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For all the veterans who served their country bravely and returned home to find work scarce.....

For all the veterans who served their country bravely and returned home to find work scarce, here are some resources to help ease you into the job market.

After reading the wonderful article, “Wanted: A Good Job and Some Understanding,” posted in the New York Times by writer, soldier and vet spokesman Jonathan Raab, it became apparent that while millions of people in this country face the crisis of unemployment, other Americans – those who protect and serve this country through military service – are finding it even more difficult to land a job once they return from fighting overseas.

According to the Bureau of Labor Statistic (BLS), in 2010 20.2 million men and 1.8 million women civilians were veterans. These numbers include those who have served as far back as World War II. Unfortunately, as stated by Kelly Harvy, WritersDigest and AceWriters expert in human resources, the unemployment rate in 2010 for veterans who have served since September 2001 was at 11.7%, while the August 1, 2011 TIME.com article, “More Young Veterans Jobless,” put the current unemployment rate for veterans at around 13%. Both numbers exceed the current national average of 9.2%.

Everyone needs a helping hand when it comes to finding employment, especially our returning service men and women. To help them out here are several veteran-friendly job search resources.

 

Find Jobs with the Federal Government

If you’re a veteran and your goal is to land a civilian job with the U.S. government, you’ll need to contact the U.S. Office of Personnel Management. Before you do, know there is a veteran-specific employment website. FedsHireVets.com is the “one-stop resource for Federal veteran employment information.” It is filled with success stories, news, employment data, upcoming career events and employment opportunities.

State Employment Programs for Veterans

One great place for returning veterans looking for employment opportunities to check out is their state employment development department. Though it might go by a different name in your state, essentially it is the state government resource that offers veterans Career One-Stop services such as counseling, job referrals, job search workshops and job development opportunities.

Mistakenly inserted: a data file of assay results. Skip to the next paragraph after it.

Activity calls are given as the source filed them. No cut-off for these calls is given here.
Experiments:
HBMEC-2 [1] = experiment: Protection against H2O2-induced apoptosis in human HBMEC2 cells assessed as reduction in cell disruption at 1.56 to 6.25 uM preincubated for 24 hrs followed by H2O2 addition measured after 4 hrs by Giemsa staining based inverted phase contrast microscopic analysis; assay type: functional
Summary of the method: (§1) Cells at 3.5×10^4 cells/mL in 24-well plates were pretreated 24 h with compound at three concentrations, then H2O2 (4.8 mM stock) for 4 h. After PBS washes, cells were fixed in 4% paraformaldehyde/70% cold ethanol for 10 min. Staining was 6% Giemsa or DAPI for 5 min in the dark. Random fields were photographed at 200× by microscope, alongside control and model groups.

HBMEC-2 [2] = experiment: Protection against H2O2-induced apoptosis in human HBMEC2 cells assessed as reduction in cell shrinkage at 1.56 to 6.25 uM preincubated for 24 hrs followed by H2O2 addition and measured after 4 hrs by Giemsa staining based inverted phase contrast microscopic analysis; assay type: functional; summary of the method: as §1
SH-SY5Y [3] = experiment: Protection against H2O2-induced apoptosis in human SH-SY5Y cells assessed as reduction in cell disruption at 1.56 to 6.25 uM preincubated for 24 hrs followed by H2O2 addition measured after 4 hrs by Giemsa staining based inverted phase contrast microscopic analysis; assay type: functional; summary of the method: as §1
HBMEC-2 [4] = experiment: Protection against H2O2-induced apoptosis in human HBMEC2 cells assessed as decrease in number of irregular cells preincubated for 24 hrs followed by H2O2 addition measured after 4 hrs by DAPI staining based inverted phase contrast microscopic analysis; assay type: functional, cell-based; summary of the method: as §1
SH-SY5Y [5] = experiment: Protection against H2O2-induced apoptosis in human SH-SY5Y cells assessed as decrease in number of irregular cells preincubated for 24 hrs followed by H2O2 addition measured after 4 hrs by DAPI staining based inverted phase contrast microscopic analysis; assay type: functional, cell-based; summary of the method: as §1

Private-Sector Businesses Respond to President’s Challenge

On August 5, 2011, President Obama issued a challenge to private sector employers asking them to hire or train 100,000 unemployed veterans or their spouses by the end of 2013. Companies that stepped up and were ready to take on the challenge include Siemens, Microsoft, Lockheed Martin and Humana among others. For a full accounting, check out “The White House Blog, Meeting the President’s Challenge: Businesses Supporting our Veterans.”

U.S. Chamber of Commerce Offers New Program

In partnership with the Department of Labor Veterans Employment and Training Services (DOL VETS), the U.S. Chamber of Commerce has created a program appropriately titled Hiring Our Heroes: Business Steps Up. The Chamber explains that it offers a federation of 2,500 state and local chambers and industry associations spanning nearly every state and city. This infrastructure offers a solid foundation to connect veterans and military spouses with employers. The organization’s main focus is to conduct 100 hiring fairs for veterans and their spouses.

Online Virtual Career Fairs

You want to attend a career fair. However, you a) can’t find an appropriate event in your area, b) found an event that requires you to drive for an hour and pay for parking, or c) hate the idea of attending a job fair only to be told by prospective employers to check out their website.

If any (or all) of these apply to you, check out Milicruit, the online virtual career fair designed to bring veteran-friendly employers, veterans and their spouses together via the internet. Now you can search for work from the comfort of your home.

Assistance beyond Employment

While finding a job is important, what if you have needs that go beyond employment? The National Veterans Foundation offers crisis management, outreach services and public awareness in addition to employment resources.

Jobs in the Sustainability Field

The article “Green Collar Jobs Need Blue Collar Skills” suggests there is a labor shortage for jobs in sustainability because there is shortage of qualified machinists and technicians. If you’re a veteran and your goal is to land a green job, there are resources such as VeteranGreenJobs.org and Veteran’s Green Jobs Academy. The Academy is located at Northern New Mexico College and offers job training for careers such as environmental technician, water quality specialist and wildland firefighter.

Start Your Own Small Business

Don't fight with other candidates for a job. Create your own. There are several entrepreneurial resources available to veterans, including VetBiz.com for those who want to open a franchise and The Vets Group. Not to be confused with DOL VETS, The Vets Group (The Veterans Enterprise Training & Services Group) focuses on helping veterans start or expand their small business. You might also want to consider using your veteran’s education benefits for entrepreneurial training.

Yes, looking for work is tough these days. But know there is a wide range of employment and business opportunities available for veterans. And if you know of any others, please share them in the comments section below.

Scarlet Klenn, a guest blogger from Chicago, majored in social studies and volunteers at Chicago Vet Center.